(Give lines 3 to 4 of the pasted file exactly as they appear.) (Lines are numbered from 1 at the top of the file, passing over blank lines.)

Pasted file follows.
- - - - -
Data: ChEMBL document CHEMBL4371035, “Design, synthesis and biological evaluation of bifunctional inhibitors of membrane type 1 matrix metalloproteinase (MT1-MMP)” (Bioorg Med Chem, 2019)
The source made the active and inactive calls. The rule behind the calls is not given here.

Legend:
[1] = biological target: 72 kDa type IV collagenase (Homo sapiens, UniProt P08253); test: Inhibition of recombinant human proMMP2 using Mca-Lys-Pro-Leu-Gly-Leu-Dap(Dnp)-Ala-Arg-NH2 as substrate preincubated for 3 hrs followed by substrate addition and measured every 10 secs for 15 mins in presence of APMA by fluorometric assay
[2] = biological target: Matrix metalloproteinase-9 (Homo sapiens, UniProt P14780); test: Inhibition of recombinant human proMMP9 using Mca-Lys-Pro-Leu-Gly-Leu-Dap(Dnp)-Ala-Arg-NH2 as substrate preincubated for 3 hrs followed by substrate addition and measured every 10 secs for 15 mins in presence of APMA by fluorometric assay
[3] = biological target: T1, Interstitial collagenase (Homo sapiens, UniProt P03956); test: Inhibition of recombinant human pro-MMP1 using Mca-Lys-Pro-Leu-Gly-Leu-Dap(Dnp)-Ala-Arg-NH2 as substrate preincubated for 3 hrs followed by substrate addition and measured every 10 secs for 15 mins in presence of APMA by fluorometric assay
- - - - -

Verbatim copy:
Legend:
[1] = biological target: 72 kDa type IV collagenase (Homo sapiens, UniProt P08253); test: Inhibition of recombinant human proMMP2 using Mca-Lys-Pro-Leu-Gly-Leu-Dap(Dnp)-Ala-Arg-NH2 as substrate preincubated for 3 hrs followed by substrate addition and measured every 10 secs for 15 mins in presence of APMA by fluorometric assay